The senior paramedic also carries a piece of kit that allows us to drill into the bone if we are unable to find a vein, this is called intra osseous access, we gain this and begin to give our adrenaline. After a second shock we get a return of spontaneous circulation, which means the patient's heart has started to beat on its own again. This is down to effective teamwork and treatment. The patient is transported to resus on lights and the hospital then takes over the patients care.

Time to reflect

After a cardiac arrest there is a lot of cleaning and restocking to do, it is also important as a crew to go back to station and have a debrief about the incident. Here you are able to reflect upon your actions and talk about what went well and what could have gone better. Its particularly important in this job to be reflective as it can really help to talk about incidents that might have been distressing or upsetting, as your crew are always there to support.

It's now 2:30pm and we are ready for our dinner, in this job you eat whenever you can. We have 30 minutes for dinner and we are back out on the road. The pace of the day slows down as we are going to attend a 20-year-old who has a headache. As an ambulance service, everybody gets sent an ambulance that rings for one; this is a category three call. We do a full assessment for the patient and advise regular pain relief and speak to the patient's own GP to inform them of our call out today. Not everybody that rings an ambulance requires hospital treatment and we are able to refer patients to appropriate services, which means we are free to carry on attending other incidents.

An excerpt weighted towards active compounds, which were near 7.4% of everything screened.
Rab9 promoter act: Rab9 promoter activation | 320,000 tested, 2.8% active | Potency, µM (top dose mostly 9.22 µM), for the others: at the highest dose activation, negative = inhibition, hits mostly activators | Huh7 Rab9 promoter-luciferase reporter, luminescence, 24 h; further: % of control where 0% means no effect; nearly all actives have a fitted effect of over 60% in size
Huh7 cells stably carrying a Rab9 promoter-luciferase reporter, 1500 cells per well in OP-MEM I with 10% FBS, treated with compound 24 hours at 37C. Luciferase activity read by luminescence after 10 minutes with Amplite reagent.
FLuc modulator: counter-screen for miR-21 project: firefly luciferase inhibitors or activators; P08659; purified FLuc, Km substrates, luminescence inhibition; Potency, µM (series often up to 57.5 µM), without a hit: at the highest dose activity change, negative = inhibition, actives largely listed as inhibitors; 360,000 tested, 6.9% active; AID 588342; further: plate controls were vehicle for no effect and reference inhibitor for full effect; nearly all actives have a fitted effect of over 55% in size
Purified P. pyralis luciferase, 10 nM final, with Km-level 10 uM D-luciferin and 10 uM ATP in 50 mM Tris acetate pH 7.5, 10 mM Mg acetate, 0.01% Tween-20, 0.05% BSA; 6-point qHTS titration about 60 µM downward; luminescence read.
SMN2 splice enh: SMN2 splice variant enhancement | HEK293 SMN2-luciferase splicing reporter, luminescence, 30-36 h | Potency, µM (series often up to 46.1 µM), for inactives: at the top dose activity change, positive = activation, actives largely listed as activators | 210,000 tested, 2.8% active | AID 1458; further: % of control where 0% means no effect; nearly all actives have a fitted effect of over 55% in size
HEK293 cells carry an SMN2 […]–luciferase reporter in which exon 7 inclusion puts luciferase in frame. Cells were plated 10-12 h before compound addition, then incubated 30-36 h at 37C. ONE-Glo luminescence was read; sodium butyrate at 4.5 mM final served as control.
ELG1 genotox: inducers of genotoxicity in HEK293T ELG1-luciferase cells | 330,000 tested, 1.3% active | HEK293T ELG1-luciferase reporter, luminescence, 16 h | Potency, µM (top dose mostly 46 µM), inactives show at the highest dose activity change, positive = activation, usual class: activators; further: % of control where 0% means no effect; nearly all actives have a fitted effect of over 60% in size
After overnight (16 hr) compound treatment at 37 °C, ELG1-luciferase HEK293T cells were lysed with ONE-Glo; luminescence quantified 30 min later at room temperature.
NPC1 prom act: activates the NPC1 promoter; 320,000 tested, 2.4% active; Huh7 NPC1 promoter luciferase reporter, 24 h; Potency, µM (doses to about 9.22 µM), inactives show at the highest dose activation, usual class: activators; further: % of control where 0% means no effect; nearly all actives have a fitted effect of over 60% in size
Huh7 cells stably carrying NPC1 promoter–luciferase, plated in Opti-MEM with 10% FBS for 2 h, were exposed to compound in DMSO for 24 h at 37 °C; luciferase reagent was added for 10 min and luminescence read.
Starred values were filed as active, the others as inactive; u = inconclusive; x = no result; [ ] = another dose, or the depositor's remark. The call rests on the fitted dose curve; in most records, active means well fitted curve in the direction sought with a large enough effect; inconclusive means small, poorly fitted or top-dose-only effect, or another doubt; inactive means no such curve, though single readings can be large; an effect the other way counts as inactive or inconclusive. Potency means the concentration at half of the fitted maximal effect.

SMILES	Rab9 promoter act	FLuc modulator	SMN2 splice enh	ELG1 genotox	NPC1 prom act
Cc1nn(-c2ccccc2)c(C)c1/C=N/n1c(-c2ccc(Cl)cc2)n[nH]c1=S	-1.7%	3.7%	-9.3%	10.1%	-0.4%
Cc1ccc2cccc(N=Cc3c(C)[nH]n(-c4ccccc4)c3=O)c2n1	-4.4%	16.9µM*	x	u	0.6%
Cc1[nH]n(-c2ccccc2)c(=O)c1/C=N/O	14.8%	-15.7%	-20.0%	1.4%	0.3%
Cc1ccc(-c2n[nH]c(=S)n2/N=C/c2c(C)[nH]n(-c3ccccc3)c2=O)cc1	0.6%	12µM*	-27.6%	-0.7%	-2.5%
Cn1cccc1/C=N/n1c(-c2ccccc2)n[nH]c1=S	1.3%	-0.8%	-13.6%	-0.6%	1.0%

Last job of the day

Its 4:30pm and we clear off our latest incident ready for what will hopefully be our last job of the day. A category one job is put through to us - 'seizure'. These jobs are time critical due to the lack of oxygen supplied to the brain while a patient is having a seizure.

We arrive on scene and find the patient still seizing on the floor. It's important that we get a cannula in this patient in order to give medication to stop the seizure, however this is a difficult task when someone is not in control of their body and unable to keep still. As a crew we work together to try and keep the arm still and we insert the cannula, the medication is administered and the seizure ends. It is amazing to see how effective and efficient certain medications are for specific medical emergencies. Initially the patient is groggy as they are in a postictal phase, which is expected after seizures when the patient will be confused and may be agitated. In this time, we put the patient onto a scoop and carry them out to the ambulance.

However, you can never stop watching your patient as after being on the ambulance for five minutes completing our checks the patient begins to go into another seizure. This is now a time critical emergency and the patient needs to be transported to hospital, so a pre alert is put through to let the hospital know we are on our way and we set off. On route we are giving the patient some more medication and monitoring them. We arrive at hospital and doctors are waiting for a handover. Once this is done, we are free to go.

We finish half an hour late but this is the nature of the job, you cannot guarantee an on-time finish. We grab our things off the ambulance and head home, ready to do it all again tomorrow.